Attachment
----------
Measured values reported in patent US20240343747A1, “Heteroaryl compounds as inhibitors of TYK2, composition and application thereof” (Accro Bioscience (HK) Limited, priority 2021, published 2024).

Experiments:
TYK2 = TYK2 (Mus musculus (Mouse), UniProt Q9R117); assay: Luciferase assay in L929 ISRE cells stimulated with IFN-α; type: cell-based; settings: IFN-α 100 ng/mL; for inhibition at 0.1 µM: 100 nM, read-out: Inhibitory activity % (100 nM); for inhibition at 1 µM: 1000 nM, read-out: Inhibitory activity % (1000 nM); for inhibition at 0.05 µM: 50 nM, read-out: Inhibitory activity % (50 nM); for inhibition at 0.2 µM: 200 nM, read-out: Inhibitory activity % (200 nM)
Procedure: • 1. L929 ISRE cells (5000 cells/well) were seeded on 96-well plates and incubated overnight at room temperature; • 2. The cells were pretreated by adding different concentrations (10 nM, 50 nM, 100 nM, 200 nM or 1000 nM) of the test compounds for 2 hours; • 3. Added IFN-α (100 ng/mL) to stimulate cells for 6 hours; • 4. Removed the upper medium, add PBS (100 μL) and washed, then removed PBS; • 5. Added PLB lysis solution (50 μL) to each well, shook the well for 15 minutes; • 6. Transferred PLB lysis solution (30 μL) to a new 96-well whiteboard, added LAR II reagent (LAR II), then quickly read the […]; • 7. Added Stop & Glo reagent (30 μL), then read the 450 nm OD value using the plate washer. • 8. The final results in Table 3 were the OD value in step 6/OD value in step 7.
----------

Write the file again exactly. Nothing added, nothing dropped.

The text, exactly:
Measured values reported in patent US20240343747A1, “Heteroaryl compounds as inhibitors of TYK2, composition and application thereof” (Accro Bioscience (HK) Limited, priority 2021, published 2024).

Experiments:
TYK2 = TYK2 (Mus musculus (Mouse), UniProt Q9R117); assay: Luciferase assay in L929 ISRE cells stimulated with IFN-α; type: cell-based; settings: IFN-α 100 ng/mL; for inhibition at 0.1 µM: 100 nM, read-out: Inhibitory activity % (100 nM); for inhibition at 1 µM: 1000 nM, read-out: Inhibitory activity % (1000 nM); for inhibition at 0.05 µM: 50 nM, read-out: Inhibitory activity % (50 nM); for inhibition at 0.2 µM: 200 nM, read-out: Inhibitory activity % (200 nM)
Procedure: • 1. L929 ISRE cells (5000 cells/well) were seeded on 96-well plates and incubated overnight at room temperature; • 2. The cells were pretreated by adding different concentrations (10 nM, 50 nM, 100 nM, 200 nM or 1000 nM) of the test compounds for 2 hours; • 3. Added IFN-α (100 ng/mL) to stimulate cells for 6 hours; • 4. Removed the upper medium, add PBS (100 μL) and washed, then removed PBS; • 5. Added PLB lysis solution (50 μL) to each well, shook the well for 15 minutes; • 6. Transferred PLB lysis solution (30 μL) to a new 96-well whiteboard, added LAR II reagent (LAR II), then quickly read the […]; • 7. Added Stop & Glo reagent (30 μL), then read the 450 nm OD value using the plate washer. • 8. The final results in Table 3 were the OD value in step 6/OD value in step 7.